The emission of dimethyl-sulphide (DMS) gas by phytoplankton and the subsequent formation of aerosol has long been suggested as an important climate regulation mechanism. The key aerosol quantity is the number concentration of cloud condensation nuclei (CCN), but until recently global models did not include the necessary aerosol physics to quantify CCN. Here we use a global aerosol microphysics model to calculate the sensitivity of CCN to changes in DMS emission using multiple present-day and future sea-surface DMS climatologies. Calculated annual fluxes of DMS to the atmosphere for the five model-derived and one observations based present day climatologies are in the range 15.1 to 32.3 Tg a-1 sulphur. The impact of DMS climatology on surface level CCN concentrations was calculated in terms of summer and winter hemispheric mean values of ΔCCN/ΔFluxDMS, which varied between -43 and +166 cm-3/(mg m-2 day-1 sulphur), with a mean of 63 cm-3/(mg m-2 day-1 sulphur). The range is due to CCN production in the atmosphere being strongly dependent on the spatial distribution of the emitted DMS. The relative sensitivity of CCN to DMS (i.e. fractional change in CCN divided by fractional change in DMS flux) depends on the abundance of non-DMS derived aerosol in each hemisphere. The relative sensitivity averaged over the five present day DMS climatologies is estimated to be 0.02 in the northern hemisphere (i.e. a 0.02% change in CCN for a 1% change in DMS) and 0.07 in the southern hemisphere where aerosol abundance is lower. In a globally warmed scenario in which the DMS flux increases by ˜1% relative to present day we estimate a ˜0.1% increase in global mean CCN at the surface. The largest CCN response occurs in the Southern Ocean, contributing to a Southern Hemisphere mean annual increase of less than 0.2%. We show that the changes in DMS flux and CCN concentration between the present day and global warming scenario are similar to interannual differences due to variability in windspeed. In summary, although DMS makes a significant contribution to global marine CCN concentrations, the sensitivity of CCN to potential future changes in DMS flux is very low. This finding, together with the predicted small changes in future seawater DMS concentrations, suggests that the role of DMS in climate regulation is very weak.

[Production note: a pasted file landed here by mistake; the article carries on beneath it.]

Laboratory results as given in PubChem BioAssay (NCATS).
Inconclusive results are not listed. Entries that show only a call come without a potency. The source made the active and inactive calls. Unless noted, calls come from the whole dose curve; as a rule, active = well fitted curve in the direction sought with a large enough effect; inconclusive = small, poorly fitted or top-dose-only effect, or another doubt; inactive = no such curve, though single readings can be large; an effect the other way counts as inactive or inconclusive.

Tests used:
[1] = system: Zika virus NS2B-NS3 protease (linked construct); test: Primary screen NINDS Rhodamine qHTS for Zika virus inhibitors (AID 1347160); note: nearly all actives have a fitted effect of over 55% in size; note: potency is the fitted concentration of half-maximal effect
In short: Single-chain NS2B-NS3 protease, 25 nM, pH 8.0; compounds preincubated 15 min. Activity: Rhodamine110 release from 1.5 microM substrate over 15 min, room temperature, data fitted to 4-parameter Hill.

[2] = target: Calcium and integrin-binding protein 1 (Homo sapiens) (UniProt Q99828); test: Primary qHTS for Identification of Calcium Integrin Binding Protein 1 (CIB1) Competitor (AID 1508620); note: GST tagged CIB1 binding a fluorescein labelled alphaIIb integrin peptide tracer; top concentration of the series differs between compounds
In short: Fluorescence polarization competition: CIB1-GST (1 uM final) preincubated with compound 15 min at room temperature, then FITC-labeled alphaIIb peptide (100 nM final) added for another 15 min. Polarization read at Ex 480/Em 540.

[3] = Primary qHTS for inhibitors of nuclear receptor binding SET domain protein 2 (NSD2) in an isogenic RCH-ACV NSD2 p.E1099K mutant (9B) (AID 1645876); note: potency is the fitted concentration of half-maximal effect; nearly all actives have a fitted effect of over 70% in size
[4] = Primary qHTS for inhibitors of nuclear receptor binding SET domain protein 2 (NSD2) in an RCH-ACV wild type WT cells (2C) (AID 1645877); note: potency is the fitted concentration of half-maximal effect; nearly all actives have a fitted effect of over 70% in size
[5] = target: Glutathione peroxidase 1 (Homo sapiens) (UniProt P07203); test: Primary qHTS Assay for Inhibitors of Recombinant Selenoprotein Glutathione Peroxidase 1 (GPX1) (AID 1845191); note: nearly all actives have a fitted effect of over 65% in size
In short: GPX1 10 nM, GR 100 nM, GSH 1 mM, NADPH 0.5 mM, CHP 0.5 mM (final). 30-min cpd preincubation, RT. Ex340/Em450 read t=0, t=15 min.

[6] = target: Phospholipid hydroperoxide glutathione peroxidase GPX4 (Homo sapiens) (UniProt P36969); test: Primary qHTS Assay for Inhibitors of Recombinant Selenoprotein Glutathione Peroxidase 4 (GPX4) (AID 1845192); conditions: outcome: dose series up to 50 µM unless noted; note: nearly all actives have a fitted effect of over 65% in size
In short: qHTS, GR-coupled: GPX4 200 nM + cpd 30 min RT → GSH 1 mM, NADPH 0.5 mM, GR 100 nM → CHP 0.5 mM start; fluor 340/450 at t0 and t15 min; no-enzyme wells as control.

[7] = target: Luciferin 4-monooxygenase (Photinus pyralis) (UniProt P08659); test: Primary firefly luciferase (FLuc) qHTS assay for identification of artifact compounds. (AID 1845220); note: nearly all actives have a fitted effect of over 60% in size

K. Goubanova, L. Li, P. Yiou, and F. Codron. Relation between Large-Scale Circulation and European Winter Temperature: Does It Hold under Warmer Climate? Journal of Climate, 23:3752-3760, July 2010. [ bib | DOI | ADS link ]